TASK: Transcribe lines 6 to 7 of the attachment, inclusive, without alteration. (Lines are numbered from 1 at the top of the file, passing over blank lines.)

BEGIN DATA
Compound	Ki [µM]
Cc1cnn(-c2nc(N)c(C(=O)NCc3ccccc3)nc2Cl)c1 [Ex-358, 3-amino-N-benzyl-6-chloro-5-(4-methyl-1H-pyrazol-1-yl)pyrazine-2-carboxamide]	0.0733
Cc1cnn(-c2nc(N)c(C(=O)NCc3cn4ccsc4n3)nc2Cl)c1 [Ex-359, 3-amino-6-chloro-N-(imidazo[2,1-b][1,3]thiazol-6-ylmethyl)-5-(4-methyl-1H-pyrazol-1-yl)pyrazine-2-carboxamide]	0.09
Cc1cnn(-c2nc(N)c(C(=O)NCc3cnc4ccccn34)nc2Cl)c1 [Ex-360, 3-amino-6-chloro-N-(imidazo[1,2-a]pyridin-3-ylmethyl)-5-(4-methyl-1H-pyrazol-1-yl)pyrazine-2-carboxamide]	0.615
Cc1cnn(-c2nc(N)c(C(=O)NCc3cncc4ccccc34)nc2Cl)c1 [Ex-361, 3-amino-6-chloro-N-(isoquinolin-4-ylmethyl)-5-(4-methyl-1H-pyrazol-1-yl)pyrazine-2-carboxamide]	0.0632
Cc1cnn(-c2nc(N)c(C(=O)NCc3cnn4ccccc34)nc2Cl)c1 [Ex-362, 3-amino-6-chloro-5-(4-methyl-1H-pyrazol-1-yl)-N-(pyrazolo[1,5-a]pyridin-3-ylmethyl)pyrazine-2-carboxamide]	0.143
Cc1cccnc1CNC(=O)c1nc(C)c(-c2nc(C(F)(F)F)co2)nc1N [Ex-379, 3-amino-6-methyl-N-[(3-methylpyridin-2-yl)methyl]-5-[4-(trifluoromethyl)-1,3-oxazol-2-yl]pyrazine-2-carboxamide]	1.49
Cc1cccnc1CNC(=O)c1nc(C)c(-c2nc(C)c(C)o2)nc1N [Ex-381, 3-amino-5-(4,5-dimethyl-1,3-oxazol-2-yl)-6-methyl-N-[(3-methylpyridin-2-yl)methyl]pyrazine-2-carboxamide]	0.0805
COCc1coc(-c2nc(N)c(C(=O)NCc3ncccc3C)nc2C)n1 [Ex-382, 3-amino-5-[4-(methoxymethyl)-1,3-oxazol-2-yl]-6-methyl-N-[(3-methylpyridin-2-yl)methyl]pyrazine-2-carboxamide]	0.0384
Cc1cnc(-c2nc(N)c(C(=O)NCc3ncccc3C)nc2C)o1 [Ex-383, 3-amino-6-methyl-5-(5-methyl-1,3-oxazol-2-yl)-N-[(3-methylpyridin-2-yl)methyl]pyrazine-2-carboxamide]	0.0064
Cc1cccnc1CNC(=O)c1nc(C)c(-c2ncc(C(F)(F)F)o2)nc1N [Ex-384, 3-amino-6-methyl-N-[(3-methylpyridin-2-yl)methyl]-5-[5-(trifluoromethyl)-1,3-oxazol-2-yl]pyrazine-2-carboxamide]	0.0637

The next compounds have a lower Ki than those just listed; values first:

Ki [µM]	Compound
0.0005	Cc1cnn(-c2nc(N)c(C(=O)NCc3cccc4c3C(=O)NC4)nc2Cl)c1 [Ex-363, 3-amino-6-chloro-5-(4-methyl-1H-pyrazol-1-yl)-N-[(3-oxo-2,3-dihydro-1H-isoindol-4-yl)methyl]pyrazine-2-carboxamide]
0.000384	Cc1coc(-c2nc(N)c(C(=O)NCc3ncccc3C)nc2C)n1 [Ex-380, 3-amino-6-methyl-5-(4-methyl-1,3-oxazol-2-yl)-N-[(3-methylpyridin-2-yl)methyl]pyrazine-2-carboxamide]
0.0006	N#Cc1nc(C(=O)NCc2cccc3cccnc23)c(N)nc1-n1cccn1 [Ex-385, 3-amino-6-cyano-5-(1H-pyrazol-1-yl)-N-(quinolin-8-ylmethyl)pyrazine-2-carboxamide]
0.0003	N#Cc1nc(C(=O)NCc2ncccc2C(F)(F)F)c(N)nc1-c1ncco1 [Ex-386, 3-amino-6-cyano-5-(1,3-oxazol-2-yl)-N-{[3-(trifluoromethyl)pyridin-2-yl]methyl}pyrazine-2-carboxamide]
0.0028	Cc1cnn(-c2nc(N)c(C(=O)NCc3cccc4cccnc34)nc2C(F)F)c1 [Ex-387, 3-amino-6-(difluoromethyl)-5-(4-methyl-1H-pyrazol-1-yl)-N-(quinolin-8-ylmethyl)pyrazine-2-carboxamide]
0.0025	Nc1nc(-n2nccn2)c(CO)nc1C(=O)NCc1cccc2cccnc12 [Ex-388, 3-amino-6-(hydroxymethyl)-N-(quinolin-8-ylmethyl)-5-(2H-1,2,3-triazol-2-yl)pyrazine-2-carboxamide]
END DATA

Cc1cnn(-c2nc(N)c(C(=O)NCc3cnn4ccccc34)nc2Cl)c1 [Ex-362, 3-amino-6-chloro-5-(4-methyl-1H-pyrazol-1-yl)-N-(pyrazolo[1,5-a]pyridin-3-ylmethyl)pyrazine-2-carboxamide]	0.143
Cc1cccnc1CNC(=O)c1nc(C)c(-c2nc(C(F)(F)F)co2)nc1N [Ex-379, 3-amino-6-methyl-N-[(3-methylpyridin-2-yl)methyl]-5-[4-(trifluoromethyl)-1,3-oxazol-2-yl]pyrazine-2-carboxamide]	1.49